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It is na, Jean, thy bonie face.2

IT is na, Jean, thy bonie face,
Nor shape that I admire ;
Altho' thy beauty and thy grace
Might weel awauk desire.

Something, in ilka part o' thee,
To praise, to love, I find,
But dear as is thy form to me,
Still dearer is thy mind.

Nae mair ungenerous wish I hae,
Nor stronger in my breast,
Than, if I canna make thee sae,
At least to see thee blest.

Content am I, if heaven shall give
But happiness to thee;

And as wi' thee I'd wish to live,
For thee I'd bear to die.

b fellows.

1 A welcome to Ellisland.

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Auld lang syne.1

SHOULD auld acquaintance be forgot,
And never brought to mind?
Should auld acquaintance be forgot,
And auld lang syne ! 2

Chorus.-For auld lang syne, my dear,
For auld lang syne,

We'll tak a cup o' kindness yet,
For auld lang syne.

And surely ye'll be your pint stowp!
And surely I'll be mine!

And we'll tak a cup o' kindness yet,
For auld lang syne.*
For auld, &c.

We twa hae run about the braes,
And pou'd the gowans fine;
But we've wander'd mony a weary fit,
Sin' auld lang syne.

For auld, &c.

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And there's a hand, my trusty fere *!
And gie's a hand o' thine!

And we'll tak a right gude-willie waught,b
For auld lang syne.
For auld, &c.

My Bonie Mary.1

Go, fetch to me a pint o' wine,
And fill it in a silver tassie;
That I may drink before I go,

A service to my bonie lassie.
The boat rocks at the pier o' Leith;

Fu' loud the wind blaws frae the Ferry;
The ship rides by the Berwick-law,
And I maun leave my bonie Mary.

The trumpets sound, the banners fly,

The glittering spears are ranked ready:
The shouts o' war are heard afar,

The battle closes deep and bloody;
It's not the roar o' sea or shore,

Wad mak me langer wish to tarry!
Nor shouts o' war that's heard afar-
It's leaving thee, my bonie Mary!

The Parting Kiss.2

HUMID seal of soft affections,
Tenderest pledge of future bliss,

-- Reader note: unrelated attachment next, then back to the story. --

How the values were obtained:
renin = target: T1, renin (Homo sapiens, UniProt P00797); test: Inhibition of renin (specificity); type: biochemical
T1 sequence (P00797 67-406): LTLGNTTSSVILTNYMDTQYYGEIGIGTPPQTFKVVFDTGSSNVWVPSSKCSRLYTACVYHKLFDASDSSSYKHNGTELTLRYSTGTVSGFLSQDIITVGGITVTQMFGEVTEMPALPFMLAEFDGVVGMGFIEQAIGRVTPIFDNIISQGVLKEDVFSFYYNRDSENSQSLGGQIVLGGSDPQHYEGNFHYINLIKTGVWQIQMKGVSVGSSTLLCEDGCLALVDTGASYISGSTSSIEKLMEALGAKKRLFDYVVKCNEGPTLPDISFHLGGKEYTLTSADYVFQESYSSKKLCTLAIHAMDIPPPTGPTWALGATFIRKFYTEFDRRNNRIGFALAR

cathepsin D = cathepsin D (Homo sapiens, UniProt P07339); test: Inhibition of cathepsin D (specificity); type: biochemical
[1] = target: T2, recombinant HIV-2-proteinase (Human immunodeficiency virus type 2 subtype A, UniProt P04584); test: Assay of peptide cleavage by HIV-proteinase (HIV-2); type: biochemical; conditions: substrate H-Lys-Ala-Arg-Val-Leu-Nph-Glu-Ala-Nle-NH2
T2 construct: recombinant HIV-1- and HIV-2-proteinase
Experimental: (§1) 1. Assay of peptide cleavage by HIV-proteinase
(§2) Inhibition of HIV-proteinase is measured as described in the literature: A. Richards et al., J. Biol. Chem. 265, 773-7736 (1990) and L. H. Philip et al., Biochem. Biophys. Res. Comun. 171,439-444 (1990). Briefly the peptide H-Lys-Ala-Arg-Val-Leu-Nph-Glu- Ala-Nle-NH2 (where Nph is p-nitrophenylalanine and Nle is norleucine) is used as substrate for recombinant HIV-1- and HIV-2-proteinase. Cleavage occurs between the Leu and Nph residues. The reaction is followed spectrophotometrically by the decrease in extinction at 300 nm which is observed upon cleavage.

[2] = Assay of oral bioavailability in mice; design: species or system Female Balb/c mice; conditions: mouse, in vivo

Dearest tie of young connections,
Love's first snowdrop, virgin kiss!

1 The first four lines, according to Burns, are traditional.

2 The "humid seal" suggests Mr Matthew Arnold's "Ere the parting

b hearty draught.

kiss be dry," a line which he altered in later editions. The authorship is prac tically unknown.

Speaking silence, dumb confession,
Passion's birth, and infant's play,
Dove-like fondness, chaste concession,
Glowing dawn of future day!

Sorrowing joy, Adieu's last action,
(Lingering lips must now disjoin),
What words can ever speak affection
So thrilling and sincere as thine!

Written in Friars Carse Hermitage
on Nithside.1

THOU whom chance may hither lead,

Be thou clad in russet weed,

Be thou deckt in silken stole,

Grave these counsels on thy soul.

Life is but a day at most,

Sprung from night,-in darkness lost;2
Hope not sunshine ev'ry hour,

Fear not clouds will always lour.

As Youth and Love with sprightly dance,
Beneath thy morning star advance,
Pleasure with her siren air

May delude the thoughtless pair;
Let Prudence bless Enjoyment's cup,
Then raptur'd sip, and sip it up.

As thy day grows warm and high,
Life's meridian flaming nigh,

1 An amended copy. Some of his critical friends were urging Burns to write in English. Cowper was anxious that he should thus deprive himself of his natural vehicle of expression.

This is the version printed in the

edition of 1793. Some variations are found in manuscript copies.

2 Two lines are inserted here :'Day, how rapid in its flight,

Day, how few may see the night!'


Dost thou spurn the humble vale?
Life's proud summits would'st thou scale?
Check thy climbing step, elate,
Evils lurk in felon wait:
Dangers, eagle-pinioned, bold,
Soar around each cliffy hold!
While cheerful Peace, with linnet song,
Chants the lowly dells among.

As the shades of ev'ning close,
Beck'ning thee to long repose;
As life itself becomes disease,
Seek the chimney-nook of ease;
There ruminate with sober thought,

On all thou'st seen, and heard, and wrought,




And teach the sportive younkers round,
Saws of experience, sage and sound: 1
Say, man's true, genuine estimate,
The grand criterion of his fate,2
Is not, art thou high or low?
Did thy fortune ebb or flow?
Did many talents gild thy span?
Or frugal Nature grudge thee one
Tell them, and press it on their mind,
As thou thyself must shortly find,
The smile or frown of awful Heav'n,
To Virtue or to Vice is giv'n,
Say, to be just, and kind, and wise-
There solid self-enjoyment lies;
That foolish, selfish, faithless ways
Lead to be wretched, vile, and base.

Thus resign'd and quiet, creep
To the bed of lasting sleep,-
Sleep, whence thou shalt ne'er awake,
Night, where dawn shall never break,

1 "And teach the sportive younker's

Experience lore, oft taught with pain. "

2 "Say the criterion of their fate,

The important query of their state.' 8 "Wert thou cottager or king,

Peer or peasant? No such thing."

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